A Local Perspective on Public Safety Data Communications


Battalion Chief for IT and Communications for the Baltimore City Fire Department, Patrick Walsh. Photo courtesy of FirstNet Maryland.

FirstNet Maryland, Maryland’s team working to prepare for the nation’s first Public Safety Broadband Network, recently published the following interview with Battalion Chief for IT and Communications for the Baltimore City Fire Department, Patrick Walsh.  Chief Walsh is a member of Maryland’s Statewide Interoperability Executive Committee (SIEC), representing the north-central region of Maryland.  Other local representatives include:

  • Western Maryland: Kevin L. Lewis, Director,  Division of Emergency Services, Washington County
  • Eastern Maryland: Wayne Darrell, Emergency Services Director, Kent County
  • Southern Maryland: Tony Rose, Chief, Communications/911, Charles County Emergency Services
  • National Capital Region: Harash Segal, CIO, Montgomery County

From FirstNet Maryland’s Newsletter:

Q&A with SIEC Member Pat Walsh 

  1. Through your seat on our Statewide Interoperability Executive Committee you’ve been involved in Maryland’s planning for FirstNet from the beginning. . . what do you think the Network’s most important benefits to public safety . . . will be?  While we’re still very much in the planning stage of this enormous project, the core item is to provide a public safety grade broadband system. Many years ago we tolerated radio communications that were intermittent, lacked coverage, and just weren’t dependable. Today we recognize the need for a dependable radio communications. The same is occurring with data. As public safety personnel utilize data systems more, these systems become fixtures in the operation. The civilian grade broadband, especially wireless systems, just don’t support public safety in a manner that is necessary. Having a dependable broadband system will provide the foundation for moving ahead with data applications that will soon become just as important in the performance of duties and safety of personnel as voice systems have become today.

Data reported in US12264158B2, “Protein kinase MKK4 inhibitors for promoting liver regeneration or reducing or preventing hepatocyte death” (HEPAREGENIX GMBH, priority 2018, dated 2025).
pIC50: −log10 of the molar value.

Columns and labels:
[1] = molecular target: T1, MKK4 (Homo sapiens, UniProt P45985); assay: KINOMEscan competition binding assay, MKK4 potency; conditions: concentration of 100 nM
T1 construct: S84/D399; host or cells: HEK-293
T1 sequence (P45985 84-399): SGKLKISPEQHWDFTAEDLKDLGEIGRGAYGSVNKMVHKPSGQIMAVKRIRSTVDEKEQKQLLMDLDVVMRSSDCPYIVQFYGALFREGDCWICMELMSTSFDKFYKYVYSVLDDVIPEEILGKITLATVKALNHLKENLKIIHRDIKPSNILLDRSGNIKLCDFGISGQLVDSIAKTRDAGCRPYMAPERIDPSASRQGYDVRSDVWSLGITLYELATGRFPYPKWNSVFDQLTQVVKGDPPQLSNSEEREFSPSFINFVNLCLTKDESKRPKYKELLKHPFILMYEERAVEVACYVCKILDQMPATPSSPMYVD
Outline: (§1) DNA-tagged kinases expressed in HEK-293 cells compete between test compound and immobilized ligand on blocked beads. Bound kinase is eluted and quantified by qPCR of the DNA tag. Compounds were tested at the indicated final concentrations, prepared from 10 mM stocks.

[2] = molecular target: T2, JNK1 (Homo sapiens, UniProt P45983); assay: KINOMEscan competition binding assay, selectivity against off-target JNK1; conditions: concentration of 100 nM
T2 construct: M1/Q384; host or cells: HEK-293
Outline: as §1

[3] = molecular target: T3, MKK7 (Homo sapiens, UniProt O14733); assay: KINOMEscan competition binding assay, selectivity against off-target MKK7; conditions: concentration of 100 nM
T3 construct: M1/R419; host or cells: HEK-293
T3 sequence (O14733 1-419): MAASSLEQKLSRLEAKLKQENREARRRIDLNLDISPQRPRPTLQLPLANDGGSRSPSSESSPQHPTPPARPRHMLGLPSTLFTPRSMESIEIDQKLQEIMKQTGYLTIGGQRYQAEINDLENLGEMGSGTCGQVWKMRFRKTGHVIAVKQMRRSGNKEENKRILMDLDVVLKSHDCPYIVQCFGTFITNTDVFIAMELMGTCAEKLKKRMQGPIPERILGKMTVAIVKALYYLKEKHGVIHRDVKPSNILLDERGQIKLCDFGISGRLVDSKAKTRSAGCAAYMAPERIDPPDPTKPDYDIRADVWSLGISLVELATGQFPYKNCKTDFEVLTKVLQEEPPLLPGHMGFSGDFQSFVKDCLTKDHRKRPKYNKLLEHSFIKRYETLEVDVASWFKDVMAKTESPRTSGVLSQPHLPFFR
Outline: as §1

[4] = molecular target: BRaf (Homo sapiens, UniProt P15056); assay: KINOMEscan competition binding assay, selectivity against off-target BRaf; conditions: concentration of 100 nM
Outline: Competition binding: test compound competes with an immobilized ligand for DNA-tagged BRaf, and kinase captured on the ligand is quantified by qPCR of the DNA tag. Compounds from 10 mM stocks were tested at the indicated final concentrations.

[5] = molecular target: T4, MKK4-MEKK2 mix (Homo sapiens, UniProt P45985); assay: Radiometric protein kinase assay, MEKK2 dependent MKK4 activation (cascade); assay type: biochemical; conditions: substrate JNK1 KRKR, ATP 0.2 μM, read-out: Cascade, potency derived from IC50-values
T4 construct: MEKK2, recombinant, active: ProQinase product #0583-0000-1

2. In your daily job you’re the Battalion Chief of Fire IT/Communications for the Baltimore City Fire Department. Thinking about what you do every day, what do you think about the Network’s most important benefits to Fire and EMS at your agency?  IT and Communications provide support to those performing the job of public safety. The commanders of an event and the officers on the street are dependent upon wireless voice and data. We have the voice system in place. FirstNet will provide the broadband system built and maintained to a public safety standard, that we control.In my department we have Mobile Data Terminals on our Suppression and EMS units. We have a Mobile Command Unit with multiple computer terminals on board. Our EMS units use patient tracking software via tablets at every event. All of this data is being transmitted on civilian grade cell service. When we have a weather event, a large emergency or planned event or just a vendor having problems, we lose our connectivity. That could mean a loss of mapping to the commanders of an active shooter event, or updates on a 911 call going to responding units. It could mean the transport officer at a mass casualty event won’t be able to see live hospital status reports. We can do better and with FirstNet we will have the backbone we need to maintain our connectivity and provide the support our public safety personnel require.
  3. You recently handled BCFD’s communications for the Star-Spangled Spectacular: a 10-day event in September that drew a million people to downtown Baltimore . . . and that included visits from the President and Vice President. . . Did you encounter any challenges where a dedicated broadband network for public safety would have helped or that would have allowed your team to do anything differently? . . . I spent the week in our Mobile Command Unit which we used as the communications control center. While the unit was in a location that had a fiber feed, most of the units we were supporting were utilizing wireless connectivity. And we not only had land units but we also had a number of waterborne assets, from federal, state and local jurisdictions. . . Our contingency plans, whether for a weather event, mass casualty or something that went bang, all had to cover the anticipated loss of wireless data systems. A dedicated broadband system would have severely lessened the risk of losing that pipeline. Now I’m not saying that a dedicated broadband system will be bullet proof. We also had contingency plans for loss of radio systems. But a dedicated public safety broadband system would severely lessen the risk of loss. At the same time, a more reliable system would lend itself to support more mission critical applications. . .

Read the whole interview with Chief Walsh here.